“Are you ready to be baptized?”


“Well, if you have been given a short ‘catechism course’—I mean by your ward-mate—I will only ask you a couple of questions. Do you believe in the immortality of the soul?”

“Yes, I’ll live in the hearts and memory of my children.”

“Hmm… And do you believe in God?”

“Definitely! In Him and in fate.”

In the course of our dialogue my acquaintance tried to interrupt me with a displeased look, as if to say,

“Why are you tormenting her with questions? Write it down, and the priest will baptize her.”

Ignoring her, I continued my dialogue with the woman who wanted to be baptized:

“Why have you decided to get baptized?”

“I want to be purer in the eyes of my children.”

“Is that all?”

“Isn’t that enough?”

“So you haven’t been thinking about the immortality of your soul?”

“Not really.”

“And you are not going to change your life, are you?”

“No, I’m not. I’m fine.”

Then I turned to my acquaintance and asked:

“Do you understand that the woman is not yet ready to be baptized?”

“Why are you interfering? Write it down and invite the priest. He himself will decide whether to baptize her or not.”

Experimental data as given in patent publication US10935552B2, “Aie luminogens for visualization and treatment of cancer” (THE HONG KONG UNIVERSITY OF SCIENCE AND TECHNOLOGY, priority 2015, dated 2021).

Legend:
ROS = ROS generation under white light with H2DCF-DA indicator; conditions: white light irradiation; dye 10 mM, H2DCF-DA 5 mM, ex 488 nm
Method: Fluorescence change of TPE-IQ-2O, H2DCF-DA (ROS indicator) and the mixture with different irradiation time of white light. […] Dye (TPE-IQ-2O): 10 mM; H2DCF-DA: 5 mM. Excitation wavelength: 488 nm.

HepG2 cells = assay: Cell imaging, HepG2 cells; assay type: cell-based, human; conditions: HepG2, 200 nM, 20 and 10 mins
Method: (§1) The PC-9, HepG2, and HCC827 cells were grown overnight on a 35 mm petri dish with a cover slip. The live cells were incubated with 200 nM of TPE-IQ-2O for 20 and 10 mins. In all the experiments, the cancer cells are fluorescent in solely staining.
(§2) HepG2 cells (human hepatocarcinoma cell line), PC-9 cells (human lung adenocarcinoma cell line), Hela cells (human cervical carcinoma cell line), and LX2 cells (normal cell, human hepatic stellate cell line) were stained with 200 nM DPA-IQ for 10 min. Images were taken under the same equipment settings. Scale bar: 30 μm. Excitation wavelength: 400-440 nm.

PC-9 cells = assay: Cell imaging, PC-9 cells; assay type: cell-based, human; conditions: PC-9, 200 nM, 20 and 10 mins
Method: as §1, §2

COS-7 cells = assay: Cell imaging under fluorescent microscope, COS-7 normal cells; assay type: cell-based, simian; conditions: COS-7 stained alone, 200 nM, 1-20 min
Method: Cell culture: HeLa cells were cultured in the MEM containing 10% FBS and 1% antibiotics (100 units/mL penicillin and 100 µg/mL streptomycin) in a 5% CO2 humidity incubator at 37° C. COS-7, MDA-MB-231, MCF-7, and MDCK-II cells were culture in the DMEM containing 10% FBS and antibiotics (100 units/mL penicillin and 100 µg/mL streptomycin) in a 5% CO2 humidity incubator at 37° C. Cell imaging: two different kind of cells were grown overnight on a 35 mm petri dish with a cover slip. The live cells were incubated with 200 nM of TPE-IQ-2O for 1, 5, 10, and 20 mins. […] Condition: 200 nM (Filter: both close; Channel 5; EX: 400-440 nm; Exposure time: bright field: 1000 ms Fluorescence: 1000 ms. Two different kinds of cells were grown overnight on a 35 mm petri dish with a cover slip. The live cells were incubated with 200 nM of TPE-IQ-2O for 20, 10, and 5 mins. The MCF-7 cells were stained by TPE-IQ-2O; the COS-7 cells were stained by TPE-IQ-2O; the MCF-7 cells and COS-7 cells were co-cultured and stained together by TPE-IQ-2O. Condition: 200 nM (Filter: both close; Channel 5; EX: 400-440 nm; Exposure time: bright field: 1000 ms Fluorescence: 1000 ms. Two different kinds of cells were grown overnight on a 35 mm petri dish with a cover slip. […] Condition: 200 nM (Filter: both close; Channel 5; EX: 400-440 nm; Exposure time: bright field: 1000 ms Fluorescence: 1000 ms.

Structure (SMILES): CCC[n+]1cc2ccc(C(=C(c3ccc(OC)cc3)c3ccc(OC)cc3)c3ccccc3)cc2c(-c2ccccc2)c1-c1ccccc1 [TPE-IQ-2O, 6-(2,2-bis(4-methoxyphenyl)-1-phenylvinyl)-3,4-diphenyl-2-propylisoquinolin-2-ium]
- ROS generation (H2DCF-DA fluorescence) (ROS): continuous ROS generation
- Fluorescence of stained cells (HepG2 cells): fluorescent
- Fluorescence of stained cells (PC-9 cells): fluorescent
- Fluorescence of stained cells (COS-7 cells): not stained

“Forgive me, but I don’t see any reason in making the priest drive through the whole city in vain.”

“Okay, I’ll invite my priest then.”

Without saying goodbye to me, they turned sharply and left the chapel.

Unfortunately, we can sometimes allow ourselves while working in churches to use the benevolence of clergy to fulfill our desires, while remaining far from Christ. Although someday everything can change. A few years later, the daughter of the woman who looks after church vestments (she is the choir director at one church) met me somewhere and confessed how much her mother regretted having baptized her former ward-mate. I didn’t ask about the details—and what for?...

Irina Dmitrieva

Translation by Dmitry Lapa

Sretensky Monastery

Irina Dmitrieva
Translation by Dmitry Lapa

Sretensky Monastery


SrD12/12/2022 11:59 am
Thank you very much for the story of the nun and her daughter! I needed just such encouragement!